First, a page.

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past. The money employed in the rail-road would have remained idle, but for the project to which it has been applied. The shareholder gains eight or ten per cent. for his money, which places so much the more in his hands to employ in some new source of emolument. The traveller gains time and saves money in like manner with the speculatist to lay out elsewhere, and the ironmaster and mechanic reap a profit also in their branches. It is evident (it is almost too common to remark it here again,) that the more time is saved, and profit made, the more profit will again be made of both. The bulk of the national wealth will be constantly receiving fresh accessions or rather reiterated circulations, to be applied to fresh labours of industry-money and time making more money and time. Now this could not happen in any thing like an equal degree, if the cash of the capitalist lay idle, and if he, without employing others, and pushing things on en masse, contented himself with a low and uniform rate of interest. Let us say what we may on the subject, the establishment of any new branch of trade, or the setting on of a manufactory, partakes in no small degree of the character of a speculation; indeed, commerce itself can be deemed little else. By increasing the national activity, we increase the aggregate wealth, and it cannot be denied that joint-stock companies are so far beneficial. But they must be confined to great things to be so. Mining, roads, railways, canals, bridges, and in short, works that kings and governments formerly undertook, seem to be their legitimate objects. They must not grasp at or interfere with what the means of individuals, separately, can easily master: in that case they will be pernicious.
The activity of the bulk of the people, the bustle and occupation of all in every corner of the land, may not be an object in a country that is contented to stand still in prosperity, or to increase by imperceptible degrees, careless whether a rival or a neighbour overtakė it in its career; but for this country, every energy.-every muscle of the public frame must be kept in exertion, until a preponderating access of wealth and power be acquired, sufficient to make the overtaking us a hopeless task. We must do this before we rest upon our oars. It is essential to the preservation of our high character among nations, which we must not merely maintain, but continue to raise higher. The joint-stock company mania raised the spirits, and set in accelerated motion the life-blood of the commercial body; and when it becomes sobered down, it will be productive, (in the schemes which survive and were properly planned,) of additional profit to the nation. As to the gambling part of the affair, unhappily it is no novelty; the funds foreign and domestic have been, and will, in bargains for account, continue as heretofore a regular play at hazard. Adventurers in them clamour loud enough at rivals, and, as in the case of De Berenger, when an attempt is made to hit them with their own weapons, will barefacedly bring men into courts of law upon charges of which they themselves have a hundred times before been guilty. Besides, in the present case, this adventuring excess arises out of the abuse of joint-stock companies, and not from the character of the things themselves. A “merchant's venture” is an old phrase, and the chance of profit and loss is connected with the larger part of all mercantile transactions. When a capitalist ventures his idle capital therefore in a bona fide joint-stock speculation, he calculates that he may lose as well as gain; and naturally imagining that as such undertakings, if conducted with integrity and honour, could not be carried on without data of probable success to proceed upon, he feels that he runs as little risk (always supposing the honourable nature of the concern in which he ventures, and excepting bubbles and cheats) as he would in a speculation of merchandise to pass across the seas.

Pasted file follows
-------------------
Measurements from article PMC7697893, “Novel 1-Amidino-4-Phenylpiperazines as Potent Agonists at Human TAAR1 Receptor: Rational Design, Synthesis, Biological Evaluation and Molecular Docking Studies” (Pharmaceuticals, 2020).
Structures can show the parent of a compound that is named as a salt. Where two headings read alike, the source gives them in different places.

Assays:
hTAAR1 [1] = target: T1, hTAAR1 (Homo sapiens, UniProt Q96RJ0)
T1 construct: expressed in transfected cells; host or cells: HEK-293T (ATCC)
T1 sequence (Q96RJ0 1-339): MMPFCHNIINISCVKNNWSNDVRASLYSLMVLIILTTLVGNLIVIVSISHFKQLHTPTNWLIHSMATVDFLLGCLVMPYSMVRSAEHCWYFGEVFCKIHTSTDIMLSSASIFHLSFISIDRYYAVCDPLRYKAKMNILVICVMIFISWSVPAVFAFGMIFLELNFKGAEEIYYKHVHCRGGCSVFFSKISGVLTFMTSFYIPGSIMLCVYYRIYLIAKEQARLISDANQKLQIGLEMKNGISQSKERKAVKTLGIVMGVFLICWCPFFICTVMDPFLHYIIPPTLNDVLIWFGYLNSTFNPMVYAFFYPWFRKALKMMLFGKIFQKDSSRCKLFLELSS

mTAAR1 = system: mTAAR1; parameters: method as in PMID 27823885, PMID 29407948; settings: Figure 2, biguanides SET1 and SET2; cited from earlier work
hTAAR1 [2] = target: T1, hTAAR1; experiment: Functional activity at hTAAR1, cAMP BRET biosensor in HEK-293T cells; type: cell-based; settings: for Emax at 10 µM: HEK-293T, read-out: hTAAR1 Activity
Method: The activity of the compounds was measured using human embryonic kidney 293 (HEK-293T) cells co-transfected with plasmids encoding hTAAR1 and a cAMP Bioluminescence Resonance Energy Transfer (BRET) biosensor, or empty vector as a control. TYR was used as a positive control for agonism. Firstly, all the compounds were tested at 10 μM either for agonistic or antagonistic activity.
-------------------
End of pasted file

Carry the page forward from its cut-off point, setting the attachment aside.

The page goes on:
In respect to joint-stock companies in foreign nation's, and the employment of capital out of the control of our own government, a great deal more may be said than I can afford space for here. Much must depend upon the political aspect such countries hold. Those which are independent and free in government, that have every thing to fear and nothing to hope in a contest with Great Britain, and are bound to her in a certain degree by a sympathy in their free institutions, while they regard her as a support or rallying point for nations that have rent asunder the chains of despotism, are undoubtedly the most honourable in character, and the safest with which to be concerned. In France, the most enlightened and powerful of the European states, the interference of a capricious government, directly or indirectly, in works of magni